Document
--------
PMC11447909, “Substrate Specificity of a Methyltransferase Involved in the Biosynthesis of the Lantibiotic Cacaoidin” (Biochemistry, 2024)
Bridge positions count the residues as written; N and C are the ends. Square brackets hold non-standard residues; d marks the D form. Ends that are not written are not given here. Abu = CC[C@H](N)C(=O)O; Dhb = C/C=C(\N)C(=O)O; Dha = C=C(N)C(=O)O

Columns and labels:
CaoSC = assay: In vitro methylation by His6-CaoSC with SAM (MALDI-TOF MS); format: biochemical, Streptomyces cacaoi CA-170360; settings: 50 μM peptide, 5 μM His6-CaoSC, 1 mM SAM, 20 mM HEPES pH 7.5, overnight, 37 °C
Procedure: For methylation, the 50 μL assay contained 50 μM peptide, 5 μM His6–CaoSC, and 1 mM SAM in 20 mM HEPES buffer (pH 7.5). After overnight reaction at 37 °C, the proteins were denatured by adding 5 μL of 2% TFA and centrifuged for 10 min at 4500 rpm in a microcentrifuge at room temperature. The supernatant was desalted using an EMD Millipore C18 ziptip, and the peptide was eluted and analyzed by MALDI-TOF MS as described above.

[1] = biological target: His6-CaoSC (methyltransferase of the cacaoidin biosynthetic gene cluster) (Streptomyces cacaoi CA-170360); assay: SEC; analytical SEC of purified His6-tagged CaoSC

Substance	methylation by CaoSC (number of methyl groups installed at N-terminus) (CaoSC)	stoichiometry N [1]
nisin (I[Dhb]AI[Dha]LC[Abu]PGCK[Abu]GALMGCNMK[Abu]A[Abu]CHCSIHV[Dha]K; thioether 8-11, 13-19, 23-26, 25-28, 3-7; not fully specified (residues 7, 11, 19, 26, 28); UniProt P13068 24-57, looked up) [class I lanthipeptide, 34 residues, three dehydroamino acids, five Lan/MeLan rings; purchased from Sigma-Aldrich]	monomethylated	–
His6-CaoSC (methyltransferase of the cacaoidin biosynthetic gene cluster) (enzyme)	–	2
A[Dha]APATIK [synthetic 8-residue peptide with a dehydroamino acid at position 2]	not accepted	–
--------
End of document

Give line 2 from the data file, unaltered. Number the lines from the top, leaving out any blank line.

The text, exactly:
Bridge positions count the residues as written; N and C are the ends. Square brackets hold non-standard residues; d marks the D form. Ends that are not written are not given here. Abu = CC[C@H](N)C(=O)O; Dhb = C/C=C(\N)C(=O)O; Dha = C=C(N)C(=O)O